Welcome, Tyrod Taylor, to the increasingly fascinating 2018 NFL offseason quarterback market.
The Buffalo Bills‘ surprise announcement Wednesday that they were benching their starting quarterback and elevating untested rookie Nathan Peterman to the position even though they’re 5-4 and currently occupy an AFC playoff spot (something they haven’t secured in 17 seasons) all but ensures they will move on from Taylor at season’s end. Only $1 million of his $10 million base salary in 2018 is fully guaranteed.
That will put a quarterback who finished the 2015 and 2016 seasons in the top 10 in Total QBR on the market, and given the state of quarterback in the NFL right now you can absolutely bet teams will view him as a potential starter.
So the question, of course, is: Which teams? Where will Taylor play next year? Here, in no particular order, is a partial list of legitimate possibilities.
This is a team that poked around on Taylor when he was a free agent in 2015. He went instead to Buffalo figuring (correctly) that he had a better chance to start right away there, but if he’d gone to Denver he may have won a Super Bowl ring and inherited Peyton Manning’s job in 2016. It’s possible that general manager John Elway has seen something in the two years since to discourage him about Taylor, but it’s also possible he hasn’t. And unless Paxton Lynch has a big second half coming out of nowhere, the Broncos are still going to be looking for answers at the position next March.
Hey, they know him well. They don’t seem to have any interest in getting a look at Christian Hackenberg. Josh McCown has played quite well but will be 39 next year. Even if the Jets draft their quarterback of the future in April, there’s a chance they could need someone to start while whoever that is gets ready. The Jets are always looking for a quarterback, and a guy they’ve seen up close the past few years could have some appeal.
There’s some buzz in league circles that they could end up franchising Kirk Cousins for a third year in a row, which would cost about $35 million but I guess isn’t out of the question. If they don’t do that, I don’t buy that they’ll turn it right over to Colt McCoy.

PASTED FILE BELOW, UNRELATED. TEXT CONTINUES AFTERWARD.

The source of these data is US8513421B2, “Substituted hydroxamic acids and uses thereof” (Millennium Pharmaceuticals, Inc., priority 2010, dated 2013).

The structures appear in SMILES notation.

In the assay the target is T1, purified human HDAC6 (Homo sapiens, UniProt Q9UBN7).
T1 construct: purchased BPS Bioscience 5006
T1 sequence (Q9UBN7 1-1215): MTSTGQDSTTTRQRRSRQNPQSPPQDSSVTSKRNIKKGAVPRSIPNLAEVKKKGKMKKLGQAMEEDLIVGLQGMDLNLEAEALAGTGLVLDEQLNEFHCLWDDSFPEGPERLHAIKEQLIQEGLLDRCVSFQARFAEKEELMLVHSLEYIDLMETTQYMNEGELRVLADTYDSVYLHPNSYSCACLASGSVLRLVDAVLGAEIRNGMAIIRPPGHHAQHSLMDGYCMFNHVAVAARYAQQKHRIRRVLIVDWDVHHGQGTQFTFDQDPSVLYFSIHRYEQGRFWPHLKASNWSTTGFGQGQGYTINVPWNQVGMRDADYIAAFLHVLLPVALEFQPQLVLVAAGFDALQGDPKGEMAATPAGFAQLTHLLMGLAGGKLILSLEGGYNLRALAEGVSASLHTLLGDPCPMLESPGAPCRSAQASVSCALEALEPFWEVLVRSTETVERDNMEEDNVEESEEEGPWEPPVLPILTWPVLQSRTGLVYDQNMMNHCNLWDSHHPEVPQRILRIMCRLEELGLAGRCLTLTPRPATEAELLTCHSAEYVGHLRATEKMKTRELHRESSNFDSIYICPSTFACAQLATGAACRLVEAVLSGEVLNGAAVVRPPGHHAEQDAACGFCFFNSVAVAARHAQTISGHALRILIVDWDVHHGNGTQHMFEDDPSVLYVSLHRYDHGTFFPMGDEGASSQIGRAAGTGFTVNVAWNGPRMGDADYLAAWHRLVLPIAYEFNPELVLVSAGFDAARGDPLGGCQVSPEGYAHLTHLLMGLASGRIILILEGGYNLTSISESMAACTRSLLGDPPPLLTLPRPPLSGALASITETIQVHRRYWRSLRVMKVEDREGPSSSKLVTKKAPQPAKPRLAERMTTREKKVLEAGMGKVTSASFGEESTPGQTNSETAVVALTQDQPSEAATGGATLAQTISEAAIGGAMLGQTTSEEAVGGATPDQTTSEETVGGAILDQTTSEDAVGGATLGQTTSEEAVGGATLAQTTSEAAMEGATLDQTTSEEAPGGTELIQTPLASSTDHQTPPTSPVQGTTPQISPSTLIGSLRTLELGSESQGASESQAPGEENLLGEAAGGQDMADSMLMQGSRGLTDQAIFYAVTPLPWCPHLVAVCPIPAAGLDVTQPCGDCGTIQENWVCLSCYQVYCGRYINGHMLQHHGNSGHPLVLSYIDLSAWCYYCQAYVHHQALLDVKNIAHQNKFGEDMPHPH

The Vikings might have two better options on their roster right now, with the way Case Keenum has been playing and the possibility that Teddy Bridgewater is ready to jump back in soon. But both of those players — as well as Week 1 starter Sam Bradford — are unrestricted free agents at season’s end, and the Vikings have no idea what their quarterback plan will be in 2018 and beyond.
Another “no idea” team, looking at the real possibility of retirements of quarterback Carson Palmer, coach Bruce Arians and top wide receiver Larry Fitzgerald. That means a total clean slate in Arizona, and decisions are hard to predict. But they haven’t addressed the future at the position in any recent drafts, and if Palmer retires the Cardinals will be looking for someone new.
It remains to be seen whether Blake Bortles can show the Jaguars an ability to win games for them down the stretch in a playoff race. And while the Jaguars are leaning hard on the run game and defense, the chances for a big finish in Jacksonville are real. If they were to win a playoff game or two and Bortles were to look good, they might be able to talk themselves into keeping him. But if they don’t, Taylor could be a nice fit on a team that likes to run the ball and play tough defense. He has been at his most successful when he has been asked not to throw too much.
Long shot here, since I don’t think Philip Rivers hangs it up after this season. But if he does — or if Taylor can’t find a starting opportunity he likes somewhere else — don’t underestimate the connection between Taylor and former interim Bills coach Anthony Lynn. Now the coach of the Chargers, Lynn thought highly of Taylor when the two were in Buffalo together. He understands what Taylor needs to be successful, and Taylor would be an option for Lynn if the Chargers did find themselves in need at the position.